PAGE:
ALLEN PARK, Mich. - The Detroit Lions' dismal season is mercifully down to five games.
Coach Steve Mariucci has been booted out, and former defensive coordinator Dick Jauron has taken over on an interim basis after initially balking at replacing his former boss.
Jauron's first team meeting began Wednesday with cornerback Dre' Bly apologizing for his disparaging comments about quarterback Joey Harrington - Bly blamed Harrington's poor play for getting Mariucci fired.
And Jauron's first practice began with him sacking Harrington, the former No. 1 pick, in favor of journeyman quarterback Jeff Garcia.
Lions interim coach Dick Jauron claps during a practice session, but he clearly has his work cut out for him.
It was a surprising move by Jauron, given that Lions president and CEO Matt Millen said one of the reasons he fired Mariucci was because he wasn't happy with the development of Detroit's younger players.
The 27-year-old Harrington, who is still waiting for an apology from Bly, would figure to fall into that category.
The 4-7 Lions' immediate future is in the hands of the 35-year-old Garcia, who will start today against the Minnesota Vikings at Ford Field.
Meanwhile, Harrington's future with the franchise is uncertain.
Jauron left no doubt that Garcia will be the starting quarterback for the rest of the season, barring injury.
"We need to take these next five weeks and play as well as we can play, perform as hard as we can, and see what we can get out of it," said Jauron, who was forced to make 23 quarterback changes in his five seasons (1999-2003) as the coach of the Chicago Bears.
"We will do everything we can to win. We know it is going to be difficult because we haven't done a very good job of that to this point."
Not only have the Lions changed coaches and quarterbacks again, they also have changed who will call the plays.
Quarterbacks coach Greg Olson, who handled those duties at the end of last season, has replaced offensive coordinator Ted Tollner, who was demoted.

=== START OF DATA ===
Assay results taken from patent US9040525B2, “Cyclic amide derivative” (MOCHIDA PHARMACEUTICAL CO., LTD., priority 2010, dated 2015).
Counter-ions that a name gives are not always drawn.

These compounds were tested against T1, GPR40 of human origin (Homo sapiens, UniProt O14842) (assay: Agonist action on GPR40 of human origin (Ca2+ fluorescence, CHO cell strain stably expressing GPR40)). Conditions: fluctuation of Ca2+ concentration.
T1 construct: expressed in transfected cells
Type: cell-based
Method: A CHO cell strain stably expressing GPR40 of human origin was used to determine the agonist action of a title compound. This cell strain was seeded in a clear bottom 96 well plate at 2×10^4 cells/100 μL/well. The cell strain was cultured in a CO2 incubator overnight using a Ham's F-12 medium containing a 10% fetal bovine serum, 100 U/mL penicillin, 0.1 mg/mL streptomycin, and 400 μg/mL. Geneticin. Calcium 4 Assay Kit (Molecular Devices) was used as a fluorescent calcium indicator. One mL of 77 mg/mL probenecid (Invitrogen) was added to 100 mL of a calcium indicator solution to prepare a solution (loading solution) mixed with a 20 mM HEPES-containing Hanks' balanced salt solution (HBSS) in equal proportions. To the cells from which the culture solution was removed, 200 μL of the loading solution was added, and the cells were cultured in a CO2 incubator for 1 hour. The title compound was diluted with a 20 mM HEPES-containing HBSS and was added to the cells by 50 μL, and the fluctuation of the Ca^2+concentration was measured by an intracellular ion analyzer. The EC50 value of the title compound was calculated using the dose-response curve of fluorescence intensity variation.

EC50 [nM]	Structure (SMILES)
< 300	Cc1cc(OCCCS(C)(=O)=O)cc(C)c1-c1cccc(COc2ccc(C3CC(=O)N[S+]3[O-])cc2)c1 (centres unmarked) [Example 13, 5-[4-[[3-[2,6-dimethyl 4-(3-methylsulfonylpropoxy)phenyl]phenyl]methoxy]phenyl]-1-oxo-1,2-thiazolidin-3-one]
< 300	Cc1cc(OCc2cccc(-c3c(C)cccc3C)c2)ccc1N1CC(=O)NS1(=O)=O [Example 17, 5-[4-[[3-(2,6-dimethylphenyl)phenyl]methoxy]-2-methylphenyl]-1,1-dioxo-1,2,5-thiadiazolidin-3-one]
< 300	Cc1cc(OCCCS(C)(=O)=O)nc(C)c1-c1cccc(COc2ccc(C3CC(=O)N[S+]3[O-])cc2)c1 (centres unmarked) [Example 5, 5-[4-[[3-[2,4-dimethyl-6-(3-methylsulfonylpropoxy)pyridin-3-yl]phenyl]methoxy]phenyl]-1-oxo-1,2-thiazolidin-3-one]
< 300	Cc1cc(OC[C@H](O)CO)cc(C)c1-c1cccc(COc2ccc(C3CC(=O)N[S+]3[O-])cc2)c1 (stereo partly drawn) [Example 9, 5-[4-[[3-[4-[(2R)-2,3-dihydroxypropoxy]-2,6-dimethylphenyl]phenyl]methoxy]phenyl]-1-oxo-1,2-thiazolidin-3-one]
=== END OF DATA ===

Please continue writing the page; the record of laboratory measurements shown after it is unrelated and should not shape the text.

Millen also fired offensive line coach Pat Morris and tight ends coach Andy Sugarman.
With Olson in charge now, you can expect more passes in the direction of the Lions' highly touted young receivers - Charles Rogers, Roy Williams and Mike Williams. And look for tailback Kevin Jones to get more carries in the much-discussed and cussed West Coast offense.
"We are not going to install much here in a five-week
period," Jauron said.
Jauron, 55, faces two daunting challenges: He must hold together a locker room that is in shambles and he must get better production on the field.
The Lions have lost four of their last five games and have been all but eliminated from the playoffs. Like Harrington, Jauron knows he might not fit into the team's long-range plans.
"I will not think beyond this game and stay right there," said Jauron, who played his college football at Yale and was a fourth-round pick of the Lions in 1973. "I don't think it makes any sense for me to predict where anything is going because we all know, things are not predictable."
Actually, the Lions are very predictable.
The Ford family has this losing and firing thing down pat.
Jauron is Detroit's fifth coach in six years, following Bobby Ross, Gary Moeller, Marty Mornhinweg and Mariucci.
Stay tuned for the next round of musical coaches.